An Omaha law firm filed a suit Wednesday in Douglas County District Court on behalf of former UNO football players and recruits seeking a release of public records relating to the termination of the football and wrestling programs in March 2011.
Attorney Mike Degan said that its public records request would help answer questions that remain and would then allow the firm to evaluate whether to take further legal action.
Degan's firm represents 13 former University of Nebraska at Omaha athletes, the majority of whom were members of the football recruiting class that signed national letters of intent with the program on Feb. 2, 2011.
"If, as we believe the information shows, the decision (to drop football) was made well in advance of national signing day, then I think we're going to examine the options that are available to those student-athletes very closely," Degan said, "because it would strike us as intentional misrepresentation that was relied upon by these athletes to their detriment."
UNO on March 13 of that year announced its decision to move from Division II to Division I while at the same time dropping its football and wrestling programs. Membership in Division I was made possible because UNO had an invitation to join the Summit League.
UNO Athletic Director Trev Alberts has given Feb. 18 — more than two weeks after letter-of-intent signing day — as the critical date on UNO's move to Division I. That's when the Summit League's commissioner told him the conference wanted to sponsor UNO's jump.
The World-Herald a year ago reported on a document prepared for a Jan. 25 meeting — more than a week before signing day — in which Alberts indicated that UNO had "an informal outstanding invitation" to join the Summit League. And if the bid were to become reality, UNO would "end football and wrestling."
Alberts has said there is no discrepancy between that document and the timeline he had earlier offered. By that date, the Summit League had indicated only that UNO was a strong contender for a league spot, he said. While he referred to it in the document as an "informal'' invitation, he says it amounted to less than that. He had no official verbal guarantee until Feb. 18. The official invitation did not come until after a site visit in March.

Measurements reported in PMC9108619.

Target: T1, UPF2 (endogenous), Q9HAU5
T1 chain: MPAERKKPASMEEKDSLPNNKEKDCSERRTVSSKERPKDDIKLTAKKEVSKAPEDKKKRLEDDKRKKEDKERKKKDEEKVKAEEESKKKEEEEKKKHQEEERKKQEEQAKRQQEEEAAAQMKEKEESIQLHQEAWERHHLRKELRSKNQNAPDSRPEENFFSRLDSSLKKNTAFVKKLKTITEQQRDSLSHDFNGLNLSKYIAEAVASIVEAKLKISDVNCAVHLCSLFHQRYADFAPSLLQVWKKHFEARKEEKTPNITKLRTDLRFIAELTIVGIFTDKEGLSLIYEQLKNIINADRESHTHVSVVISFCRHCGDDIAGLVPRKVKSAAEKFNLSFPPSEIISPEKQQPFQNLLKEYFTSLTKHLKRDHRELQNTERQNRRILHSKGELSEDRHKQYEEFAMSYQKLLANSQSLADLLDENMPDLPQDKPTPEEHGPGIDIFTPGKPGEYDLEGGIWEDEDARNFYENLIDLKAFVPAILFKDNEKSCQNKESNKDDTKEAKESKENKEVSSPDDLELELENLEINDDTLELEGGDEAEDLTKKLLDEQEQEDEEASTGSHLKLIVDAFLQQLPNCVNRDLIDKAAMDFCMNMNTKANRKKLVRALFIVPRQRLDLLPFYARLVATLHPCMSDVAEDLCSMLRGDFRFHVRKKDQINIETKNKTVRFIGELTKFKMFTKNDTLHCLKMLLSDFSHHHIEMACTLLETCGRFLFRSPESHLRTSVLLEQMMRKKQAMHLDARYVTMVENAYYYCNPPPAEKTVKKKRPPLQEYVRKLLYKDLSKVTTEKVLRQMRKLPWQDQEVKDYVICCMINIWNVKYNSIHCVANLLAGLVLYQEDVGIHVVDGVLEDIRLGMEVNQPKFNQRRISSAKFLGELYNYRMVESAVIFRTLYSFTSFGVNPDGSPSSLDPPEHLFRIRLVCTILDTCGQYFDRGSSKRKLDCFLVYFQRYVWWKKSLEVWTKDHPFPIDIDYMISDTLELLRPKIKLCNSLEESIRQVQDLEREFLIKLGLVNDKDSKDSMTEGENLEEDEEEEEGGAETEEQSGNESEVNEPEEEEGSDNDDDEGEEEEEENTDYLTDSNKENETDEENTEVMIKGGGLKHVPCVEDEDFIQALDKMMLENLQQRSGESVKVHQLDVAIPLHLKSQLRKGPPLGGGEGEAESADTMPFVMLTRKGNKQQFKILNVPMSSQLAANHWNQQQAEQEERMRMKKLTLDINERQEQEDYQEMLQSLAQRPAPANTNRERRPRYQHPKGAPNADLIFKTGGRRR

The Summit League's commissioner has also given Feb. 18 as the critical date, two weeks after signing day.
Degan's firm began initiating information requests from UNO last June. Degan said UNO's request for "substantial" financial deposits ($9,000) to initiate the search, and UNO's intent to limit the search terms available in trolling through deleted emails, have been points of contention that have contributed to the lawsuit.
"It's an unfortunate step that we were forced to take because the university is refusing to turn over the information that we're entitled to under state law," Degan said. "Frankly, we don't understand why they simply won't disclose this information. All we're looking for at this stage are answers."
Alberts and UNO Chancellor John Christensen, in a joint statement through UNO public relations, said that they believe that UNO "has appropriately responded" to the request for public records.
The university also attached two documents from last August, one of which is a state attorneys general office opinion regarding UNO's deposit request, that it believes support its stance.
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